Introduction to Makers of Double Folding Steel and Silver pocket Corkscrews.




Brian May and Steven Webb




Ferd Peters and Bert Giulian have nicely described the history and background of double folding (double-hinged) corkscrews and some of their comments are repeated here. These beautifully constructed and often decorated corkscrews appeared in the second half of the 18th century and production continued into the 19th century. The two hinges permitted the corkscrew to form a T handle for operation. They were made to open well-stoppered wine bottles. When closed the corkscrew would fit nicely in a pocket or snugly in a holder made of wood or shagreen (as shown below).




Double folding corkscrews were commonly made of steel.  The sizes of the steel corkscrews varied greatly from the rare very long (eg closed 4 9/16 inches or 11.7 cm, Fig 896 in Peters and Giulian) to the rare very small (eg closed 1⅞ inches or 4.8 cm, in Fig 888 of Peters and Giulian and described as a “perfume corkscrew”) but most were about 3 to 3.5 inches.


They all had pipe tamper ends and occasionally a flint striker in the spine. The worms were usually a wire or a grooved wire helix.


Steel double folding pocket corkscrews appeared in Birmingham trade catalogues dated 1802, 1805-1810 and 1820. Trade catalogues still showed these corkscrews from 1865-1880. Examples are shown in Charles Hull’s Birmingham catalogue of 1865.


The corkscrews were generally nicely decorated on the spine and shank and occasionally on the ends of the pipe tampers.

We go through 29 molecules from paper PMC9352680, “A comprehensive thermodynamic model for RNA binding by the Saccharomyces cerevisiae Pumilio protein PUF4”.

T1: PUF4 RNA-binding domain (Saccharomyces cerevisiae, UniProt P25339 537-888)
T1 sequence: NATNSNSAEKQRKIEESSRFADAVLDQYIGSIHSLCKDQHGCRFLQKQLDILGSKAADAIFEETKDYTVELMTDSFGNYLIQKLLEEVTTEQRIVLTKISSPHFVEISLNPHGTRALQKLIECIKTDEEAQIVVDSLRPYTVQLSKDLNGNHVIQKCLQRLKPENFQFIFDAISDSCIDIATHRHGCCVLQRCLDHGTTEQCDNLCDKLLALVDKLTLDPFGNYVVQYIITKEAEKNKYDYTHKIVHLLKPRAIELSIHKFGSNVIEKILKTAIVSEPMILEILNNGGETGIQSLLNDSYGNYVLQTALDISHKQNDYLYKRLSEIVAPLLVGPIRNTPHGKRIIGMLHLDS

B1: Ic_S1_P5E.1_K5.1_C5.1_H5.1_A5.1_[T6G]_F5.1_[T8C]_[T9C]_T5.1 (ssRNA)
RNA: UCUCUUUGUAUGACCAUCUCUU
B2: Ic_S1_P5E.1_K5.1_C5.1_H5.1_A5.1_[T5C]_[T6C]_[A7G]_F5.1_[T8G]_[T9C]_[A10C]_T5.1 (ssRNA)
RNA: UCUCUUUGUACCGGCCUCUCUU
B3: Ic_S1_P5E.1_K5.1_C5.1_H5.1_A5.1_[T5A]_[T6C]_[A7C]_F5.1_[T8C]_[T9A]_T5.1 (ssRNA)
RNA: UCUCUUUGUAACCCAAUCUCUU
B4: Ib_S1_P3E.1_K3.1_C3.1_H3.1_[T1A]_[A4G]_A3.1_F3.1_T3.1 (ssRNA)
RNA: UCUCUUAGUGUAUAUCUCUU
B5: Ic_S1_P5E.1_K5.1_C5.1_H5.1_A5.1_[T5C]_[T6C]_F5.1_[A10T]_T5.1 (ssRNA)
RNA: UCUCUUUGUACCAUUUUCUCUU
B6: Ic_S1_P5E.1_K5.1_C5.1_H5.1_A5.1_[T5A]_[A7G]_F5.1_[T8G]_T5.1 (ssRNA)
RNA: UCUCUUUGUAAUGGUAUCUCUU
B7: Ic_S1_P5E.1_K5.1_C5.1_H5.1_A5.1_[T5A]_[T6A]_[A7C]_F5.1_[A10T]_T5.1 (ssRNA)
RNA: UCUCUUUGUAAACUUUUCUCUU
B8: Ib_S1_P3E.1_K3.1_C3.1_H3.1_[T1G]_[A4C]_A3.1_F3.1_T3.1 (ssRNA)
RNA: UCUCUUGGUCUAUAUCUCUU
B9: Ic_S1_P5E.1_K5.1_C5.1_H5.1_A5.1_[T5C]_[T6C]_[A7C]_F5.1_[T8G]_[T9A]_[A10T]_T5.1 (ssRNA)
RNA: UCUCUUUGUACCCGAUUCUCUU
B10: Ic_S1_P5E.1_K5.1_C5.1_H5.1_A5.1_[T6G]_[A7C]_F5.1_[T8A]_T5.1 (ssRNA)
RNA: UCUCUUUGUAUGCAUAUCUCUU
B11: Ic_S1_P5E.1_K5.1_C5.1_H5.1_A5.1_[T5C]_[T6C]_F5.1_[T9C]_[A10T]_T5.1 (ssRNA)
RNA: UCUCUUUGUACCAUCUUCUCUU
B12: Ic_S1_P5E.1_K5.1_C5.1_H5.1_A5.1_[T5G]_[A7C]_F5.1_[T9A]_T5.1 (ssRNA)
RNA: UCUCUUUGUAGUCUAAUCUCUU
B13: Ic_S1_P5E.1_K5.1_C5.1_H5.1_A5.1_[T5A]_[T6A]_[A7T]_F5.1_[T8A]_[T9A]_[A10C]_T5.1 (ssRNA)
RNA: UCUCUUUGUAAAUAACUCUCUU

There are also a few examples of very rare beautiful silver double folding corkscrews as described in a later article.




Few workers marked their double folding corkscrews. The following signatures have been identified on the underside of the spine beneath the worm. These corkscrews are all rare.


Steel double folding corkscrews marked as:


R SINGLETON: Richard Singleton, noted Dublin cutler from about 1765 to 1794


READ: Thomas Read, noted Dublin cutler from about 1776 to 1803


I BEST: unknown maker


W PARDOE: Wolverhampton corkscrew maker


J RILEY: Wolverhampton corkscrew maker


SPARLING: unknown maker


SPYERS: unknown maker


Silver double folding corkscrews marked as:


R SINGLETON: Richard Singleton, Dublin


W T: with hallmarks for London, 1807/1808


(THOMAS JOHNSON: London silversmith, 1868)


Following articles


In the following articles, we have shown images of the steel double folding corkscrews from the Dublin cutlers, Richard Singleton and Thomas Read.


We have confirmed that William Pardoe and John Riley were corkscrew makers in Wolverhampton and have defined their time period. We provide evidence that I Best was a toymaker in Wolverhampton at the same time as Pardoe and as well, that Sparling and Spyers were both London cutlers.


Finally, we have summarized the known makers of silver double folding corkscrews together with images.


Although many double folding corkscrews were made in Birmingham (as evidenced from catalogues and the number of unmarked examples available to collectors) there is no example as yet of a double folding corkscrew stamped with a Birmingham maker.




Corkscrews of the Eighteenth Century by Bertrand B Giulian


History of Pocket Corkscrews and Pocketknives by Ferd Peters and Bert Giulian


Acknowledgements relating to the following articles


We are extremely grateful for the assistance and helpful comments from Karen Davies and Alf Russell, Archives and Local Studies Assistants, at Wolverhampton Archives and Local Studies, Molineux Hotel Building, Whitmore Hill, Wolverhampton; these researchers took the time to review original documents on microfiche.


We want to sincerely thank Bert Giulian, Peter Borrett, and Don Bull for providing us with wonderful images of double folding corkscrews.














© Corkscrew Appraisals 2018